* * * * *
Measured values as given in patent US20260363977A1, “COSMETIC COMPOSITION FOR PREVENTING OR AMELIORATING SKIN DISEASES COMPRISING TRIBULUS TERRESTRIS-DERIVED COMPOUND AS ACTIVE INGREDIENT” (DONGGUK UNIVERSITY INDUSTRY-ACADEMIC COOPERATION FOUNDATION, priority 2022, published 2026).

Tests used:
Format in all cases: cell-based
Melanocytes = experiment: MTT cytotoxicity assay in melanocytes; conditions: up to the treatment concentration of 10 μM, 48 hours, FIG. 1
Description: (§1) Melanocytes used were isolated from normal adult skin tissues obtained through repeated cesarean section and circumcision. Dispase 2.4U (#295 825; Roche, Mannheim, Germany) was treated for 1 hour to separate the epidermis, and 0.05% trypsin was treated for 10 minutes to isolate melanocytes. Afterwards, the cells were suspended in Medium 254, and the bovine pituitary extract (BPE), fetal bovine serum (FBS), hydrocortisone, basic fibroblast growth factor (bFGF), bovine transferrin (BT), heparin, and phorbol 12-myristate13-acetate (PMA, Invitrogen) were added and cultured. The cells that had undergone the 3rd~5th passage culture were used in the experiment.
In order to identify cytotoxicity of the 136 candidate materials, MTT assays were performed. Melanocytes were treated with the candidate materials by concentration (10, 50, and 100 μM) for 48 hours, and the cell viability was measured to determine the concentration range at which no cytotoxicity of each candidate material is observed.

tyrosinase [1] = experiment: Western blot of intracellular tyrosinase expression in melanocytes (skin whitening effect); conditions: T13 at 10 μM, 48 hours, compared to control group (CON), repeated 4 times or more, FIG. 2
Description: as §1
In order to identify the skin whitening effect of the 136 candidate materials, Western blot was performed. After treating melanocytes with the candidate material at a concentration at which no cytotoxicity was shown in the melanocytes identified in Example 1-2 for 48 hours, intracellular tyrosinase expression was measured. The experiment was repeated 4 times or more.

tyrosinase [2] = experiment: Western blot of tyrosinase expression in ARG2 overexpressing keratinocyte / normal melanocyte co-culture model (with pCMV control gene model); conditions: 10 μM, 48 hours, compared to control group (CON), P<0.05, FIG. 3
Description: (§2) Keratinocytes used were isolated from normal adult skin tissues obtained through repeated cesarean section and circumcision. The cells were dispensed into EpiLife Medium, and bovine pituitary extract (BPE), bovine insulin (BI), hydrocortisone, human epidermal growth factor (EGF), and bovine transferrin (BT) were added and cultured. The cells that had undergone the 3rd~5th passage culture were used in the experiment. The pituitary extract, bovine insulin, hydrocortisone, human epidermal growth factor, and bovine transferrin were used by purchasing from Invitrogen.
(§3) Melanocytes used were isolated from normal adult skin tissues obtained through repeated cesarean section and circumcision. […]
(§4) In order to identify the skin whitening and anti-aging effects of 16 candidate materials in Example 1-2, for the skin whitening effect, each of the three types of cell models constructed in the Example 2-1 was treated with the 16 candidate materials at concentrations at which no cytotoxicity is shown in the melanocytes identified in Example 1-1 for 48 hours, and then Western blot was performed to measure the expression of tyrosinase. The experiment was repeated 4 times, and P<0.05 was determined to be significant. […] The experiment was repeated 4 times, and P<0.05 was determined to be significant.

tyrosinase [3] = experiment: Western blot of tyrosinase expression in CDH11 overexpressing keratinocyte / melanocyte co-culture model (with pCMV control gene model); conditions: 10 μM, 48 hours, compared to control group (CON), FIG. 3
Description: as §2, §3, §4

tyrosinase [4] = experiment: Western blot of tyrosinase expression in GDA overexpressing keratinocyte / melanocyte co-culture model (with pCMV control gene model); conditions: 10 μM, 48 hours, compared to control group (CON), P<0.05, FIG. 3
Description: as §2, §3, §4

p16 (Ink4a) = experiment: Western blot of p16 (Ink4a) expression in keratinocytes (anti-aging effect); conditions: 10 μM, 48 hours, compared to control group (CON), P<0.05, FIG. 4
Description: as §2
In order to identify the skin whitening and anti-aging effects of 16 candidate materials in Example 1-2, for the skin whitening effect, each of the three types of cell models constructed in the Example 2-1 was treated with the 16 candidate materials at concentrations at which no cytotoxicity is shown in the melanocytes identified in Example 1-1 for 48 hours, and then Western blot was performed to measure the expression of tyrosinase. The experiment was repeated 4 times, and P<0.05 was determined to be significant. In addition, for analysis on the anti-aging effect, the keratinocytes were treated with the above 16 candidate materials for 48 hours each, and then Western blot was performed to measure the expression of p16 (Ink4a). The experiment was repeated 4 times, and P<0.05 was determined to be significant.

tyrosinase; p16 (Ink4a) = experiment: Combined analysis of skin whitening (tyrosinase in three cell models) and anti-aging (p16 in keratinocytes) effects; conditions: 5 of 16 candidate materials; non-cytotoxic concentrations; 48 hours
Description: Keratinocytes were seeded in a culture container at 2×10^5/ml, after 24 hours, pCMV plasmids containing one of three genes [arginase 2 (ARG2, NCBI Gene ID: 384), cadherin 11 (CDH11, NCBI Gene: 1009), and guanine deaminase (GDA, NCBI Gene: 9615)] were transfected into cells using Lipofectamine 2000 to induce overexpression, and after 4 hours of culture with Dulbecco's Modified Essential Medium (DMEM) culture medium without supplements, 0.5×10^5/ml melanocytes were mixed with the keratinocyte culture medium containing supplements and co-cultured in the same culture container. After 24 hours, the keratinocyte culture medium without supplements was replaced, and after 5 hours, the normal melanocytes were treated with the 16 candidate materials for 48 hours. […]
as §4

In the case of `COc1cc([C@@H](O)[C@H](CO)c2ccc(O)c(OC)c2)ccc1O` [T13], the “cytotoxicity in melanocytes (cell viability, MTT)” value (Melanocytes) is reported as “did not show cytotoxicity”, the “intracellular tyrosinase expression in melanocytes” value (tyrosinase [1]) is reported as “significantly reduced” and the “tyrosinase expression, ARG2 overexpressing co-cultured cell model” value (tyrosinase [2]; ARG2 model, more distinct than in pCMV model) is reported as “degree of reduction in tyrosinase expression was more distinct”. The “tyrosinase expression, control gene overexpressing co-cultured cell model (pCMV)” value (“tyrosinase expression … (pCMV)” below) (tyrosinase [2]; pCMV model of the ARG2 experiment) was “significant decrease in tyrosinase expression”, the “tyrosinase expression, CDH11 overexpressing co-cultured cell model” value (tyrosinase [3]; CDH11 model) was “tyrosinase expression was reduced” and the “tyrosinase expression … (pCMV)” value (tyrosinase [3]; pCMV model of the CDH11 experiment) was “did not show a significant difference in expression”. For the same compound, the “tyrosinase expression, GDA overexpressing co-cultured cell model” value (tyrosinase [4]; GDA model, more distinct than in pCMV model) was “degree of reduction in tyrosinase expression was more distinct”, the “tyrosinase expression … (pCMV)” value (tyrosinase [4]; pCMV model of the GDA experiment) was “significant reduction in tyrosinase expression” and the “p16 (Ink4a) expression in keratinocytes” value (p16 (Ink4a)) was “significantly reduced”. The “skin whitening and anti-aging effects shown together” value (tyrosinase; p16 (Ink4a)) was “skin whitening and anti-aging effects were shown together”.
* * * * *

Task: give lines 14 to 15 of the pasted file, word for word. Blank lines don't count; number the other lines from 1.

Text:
tyrosinase [3] = experiment: Western blot of tyrosinase expression in CDH11 overexpressing keratinocyte / melanocyte co-culture model (with pCMV control gene model); conditions: 10 μM, 48 hours, compared to control group (CON), FIG. 3
Description: as §2, §3, §4